The filibuster - a debate that has never ended

Republicans draw closer to changing the Senate rules on approving court nominees.

Named after a swift boat used by marauding West Indian pirates, the "filibuster" has long been the sharpest weapon in the Senate's procedural arsenal - and as such a point of recurring controversy.

It has been curbed twice in the last century, and, after two failed compromise attempts last week, the fight over its future threatens to eclipse the agenda for the current Congress - and fundamentally change minority rights in the Senate.

This week, interest groups on both sides of the filibuster fight expanded national ad campaigns targeted to the home states of key senators. Meanwhile, Republican and Democratic "war rooms" fire missives back and forth showing the inconsistencies in voting records on the other side.

The filibuster, or the use of delay tactics in debate, has often aroused strong passions. Today's fight over its use to stop judicial nominees is today's version of "nuclear war" in Washington, but it's hardly the first brawl over expansive congressional oratory.

A filibuster in 1841 over the firing of the Senate's official printers nearly ended in a duel. During the civil war, filibustering Sen. Willard Saulsbury of Delaware pulled a gun on the sergeant at arms and threatened to shoot him. He didn't. Opposing a currency bill in 1908, Wisconsin Sen. Robert La Follette sustained an all-night filibuster with glasses of milk and egg from the Senate restaurant, until he sipped the one laced with ptomaine poison. He later recovered.

Use of the filibuster has also had its lyric moments. Louisiana Sen. Huey Long recited recipes for oysters and scenes from the life of Frederick the Great during 15-1/2 hours of nearly continuous talking in a 1935 filibuster over the staffing of the National Recovery Administration. A sample: "First let me tell Senators what potlikker is. Potlikker is the residue that remains from the commingling, heating, and evaporation - anyway, it is in the bottom of the pot...."

Today filibusters are more often threatened than waged. But in a nine-hour filibuster over judicial nominations on Nov. 19, 2003, Democratic leader Harry Reid discoursed on the virtues of wooden matches and read chapters from his own book about his hometown, "Searchlight: the Camp that Didn't Fail."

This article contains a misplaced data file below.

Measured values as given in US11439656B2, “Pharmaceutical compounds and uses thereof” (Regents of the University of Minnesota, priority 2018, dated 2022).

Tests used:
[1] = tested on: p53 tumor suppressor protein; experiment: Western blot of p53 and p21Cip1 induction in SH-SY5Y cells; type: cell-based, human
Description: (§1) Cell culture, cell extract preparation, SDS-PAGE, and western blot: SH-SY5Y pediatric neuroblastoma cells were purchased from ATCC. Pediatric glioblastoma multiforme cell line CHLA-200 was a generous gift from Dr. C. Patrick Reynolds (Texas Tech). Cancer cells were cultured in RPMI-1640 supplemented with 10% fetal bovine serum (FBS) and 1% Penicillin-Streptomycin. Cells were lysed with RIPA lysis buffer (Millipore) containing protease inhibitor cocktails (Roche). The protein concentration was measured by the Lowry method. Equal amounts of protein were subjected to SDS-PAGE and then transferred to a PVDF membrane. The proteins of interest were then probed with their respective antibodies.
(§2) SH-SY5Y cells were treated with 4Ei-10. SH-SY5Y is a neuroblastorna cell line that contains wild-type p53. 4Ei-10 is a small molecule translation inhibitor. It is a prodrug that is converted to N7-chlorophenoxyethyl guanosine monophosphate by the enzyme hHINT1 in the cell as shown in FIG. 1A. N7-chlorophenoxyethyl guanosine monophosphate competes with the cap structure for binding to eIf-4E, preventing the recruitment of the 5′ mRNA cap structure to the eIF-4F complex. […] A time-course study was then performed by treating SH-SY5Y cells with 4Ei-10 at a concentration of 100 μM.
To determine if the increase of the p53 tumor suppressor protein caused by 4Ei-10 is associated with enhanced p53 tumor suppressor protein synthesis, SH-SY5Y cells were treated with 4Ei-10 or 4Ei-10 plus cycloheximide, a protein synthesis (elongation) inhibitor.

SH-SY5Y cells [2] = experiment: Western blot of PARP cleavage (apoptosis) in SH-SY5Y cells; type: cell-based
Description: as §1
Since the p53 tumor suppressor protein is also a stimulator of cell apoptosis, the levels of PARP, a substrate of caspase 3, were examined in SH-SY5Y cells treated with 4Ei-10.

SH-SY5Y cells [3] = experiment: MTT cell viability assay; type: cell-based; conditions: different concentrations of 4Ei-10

Behind the drama are serious stakes in the capacity of a minority to delay or block a vote. Where some see a protection of minority rights and of the Senate's heritage as a "deliberative" body, the majority party sometimes sees a hijacking of democracy. "Obstruction is a weapon, and like all weapons it is dangerous," wrote Franklin Burdette in "Filibustering in the Senate," a 1940 book. "Yet in the lives of nations as of men," he added, "there are times when weapons are a safeguard."

Nor is there much partisan consistency in how the filibuster has come to be viewed. For decades, northern liberals decried the filibuster as the key obstacle to civil rights legislation. South Carolina Sen. John C. Calhoun used it to defend slavery in 1841. Sen. Strom Thurmond logged in the longest filibuster in US history - 24 hours and 18 minutes - as he argued against the Civil Rights Act of 1957. Sen. Robert Byrd (D) of West Virginia filibustered the Civil Rights Act of 1964, a move he says he regrets. Senator Byrd and Democrats are now the leading voices for protection of filibuster rights. (The GOP's so-called "nuclear option" would restrict those rights in relation to the confirmation of nominees, but not other Senate business.)

In the Democratic Radio Address last weekend, former New York Gov. Mario Cuomo called the filibuster "a vital part of the 200-year-old system of checks and balances in the Senate" that allows the "fullest possible debate" of judicial nominees.

Until 1917, there was no way to end a filibuster. But President Wilson and Senate Democrats, enraged at how "a little group of willful men" used the filibuster to block a bill to arm merchant ships in World War I, pushed a rule change to end filibusters with a two-thirds majority vote.

But between 1917 and 1962, the new rule was rarely successful in actually ending debate. So in 1975, moderate Republicans and liberal Democrats lowered the threshold for ending debate to a three-fifths majority, or 60 votes. That second change in the filibuster rules began to have a profound impact on how the Senate operated. "It changed the character of the Senate. Before 1975, 60 votes meant nothing. Now it means everything," says Robert Dove, a former Senate parliamentarian, now a professor at George Washington University.

Republicans note that when Democrats called for the elimination of all filibusters in 1995, 19 Democratic senators voted for it, including nine still in the Senate. No Republicans supported it. "Filibusters did not used to be the darling of liberals, just the opposite," says Mr. Dove.

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